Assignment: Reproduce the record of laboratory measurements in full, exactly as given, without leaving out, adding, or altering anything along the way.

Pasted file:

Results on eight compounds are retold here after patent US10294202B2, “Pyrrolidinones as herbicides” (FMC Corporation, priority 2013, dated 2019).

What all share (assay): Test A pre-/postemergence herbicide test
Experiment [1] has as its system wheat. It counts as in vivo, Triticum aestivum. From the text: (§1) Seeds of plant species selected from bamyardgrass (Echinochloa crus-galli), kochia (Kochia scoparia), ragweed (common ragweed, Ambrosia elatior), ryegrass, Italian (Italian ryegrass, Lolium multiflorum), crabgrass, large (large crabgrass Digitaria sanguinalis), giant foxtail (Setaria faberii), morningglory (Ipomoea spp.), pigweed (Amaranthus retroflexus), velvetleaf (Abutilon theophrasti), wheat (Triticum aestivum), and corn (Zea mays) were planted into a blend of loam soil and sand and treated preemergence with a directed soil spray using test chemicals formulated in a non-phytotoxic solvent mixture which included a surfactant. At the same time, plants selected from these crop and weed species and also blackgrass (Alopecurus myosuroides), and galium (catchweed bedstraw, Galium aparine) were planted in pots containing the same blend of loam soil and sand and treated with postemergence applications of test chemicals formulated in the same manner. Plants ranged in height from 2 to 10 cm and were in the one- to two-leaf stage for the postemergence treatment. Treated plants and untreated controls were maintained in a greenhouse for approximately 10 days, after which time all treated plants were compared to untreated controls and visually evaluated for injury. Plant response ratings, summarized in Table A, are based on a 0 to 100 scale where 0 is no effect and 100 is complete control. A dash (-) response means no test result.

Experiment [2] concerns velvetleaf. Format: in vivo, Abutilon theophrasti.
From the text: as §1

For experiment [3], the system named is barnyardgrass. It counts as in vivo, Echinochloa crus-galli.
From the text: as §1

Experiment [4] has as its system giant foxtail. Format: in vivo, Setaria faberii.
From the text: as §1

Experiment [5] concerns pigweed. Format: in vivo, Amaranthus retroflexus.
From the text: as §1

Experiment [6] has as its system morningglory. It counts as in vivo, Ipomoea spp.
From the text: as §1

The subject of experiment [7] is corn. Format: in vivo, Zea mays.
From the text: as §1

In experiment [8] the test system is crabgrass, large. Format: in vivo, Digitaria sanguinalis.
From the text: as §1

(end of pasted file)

Results on eight compounds are retold here after patent US10294202B2, “Pyrrolidinones as herbicides” (FMC Corporation, priority 2013, dated 2019).

What all share (assay): Test A pre-/postemergence herbicide test
Experiment [1] has as its system wheat. It counts as in vivo, Triticum aestivum. From the text: (§1) Seeds of plant species selected from bamyardgrass (Echinochloa crus-galli), kochia (Kochia scoparia), ragweed (common ragweed, Ambrosia elatior), ryegrass, Italian (Italian ryegrass, Lolium multiflorum), crabgrass, large (large crabgrass Digitaria sanguinalis), giant foxtail (Setaria faberii), morningglory (Ipomoea spp.), pigweed (Amaranthus retroflexus), velvetleaf (Abutilon theophrasti), wheat (Triticum aestivum), and corn (Zea mays) were planted into a blend of loam soil and sand and treated preemergence with a directed soil spray using test chemicals formulated in a non-phytotoxic solvent mixture which included a surfactant. At the same time, plants selected from these crop and weed species and also blackgrass (Alopecurus myosuroides), and galium (catchweed bedstraw, Galium aparine) were planted in pots containing the same blend of loam soil and sand and treated with postemergence applications of test chemicals formulated in the same manner. Plants ranged in height from 2 to 10 cm and were in the one- to two-leaf stage for the postemergence treatment. Treated plants and untreated controls were maintained in a greenhouse for approximately 10 days, after which time all treated plants were compared to untreated controls and visually evaluated for injury. Plant response ratings, summarized in Table A, are based on a 0 to 100 scale where 0 is no effect and 100 is complete control. A dash (-) response means no test result.

Experiment [2] concerns velvetleaf. Format: in vivo, Abutilon theophrasti.
From the text: as §1

For experiment [3], the system named is barnyardgrass. It counts as in vivo, Echinochloa crus-galli.
From the text: as §1

Experiment [4] has as its system giant foxtail. Format: in vivo, Setaria faberii.
From the text: as §1

Experiment [5] concerns pigweed. Format: in vivo, Amaranthus retroflexus.
From the text: as §1

Experiment [6] has as its system morningglory. It counts as in vivo, Ipomoea spp.
From the text: as §1

The subject of experiment [7] is corn. Format: in vivo, Zea mays.
From the text: as §1

In experiment [8] the test system is crabgrass, large. Format: in vivo, Digitaria sanguinalis.
From the text: as §1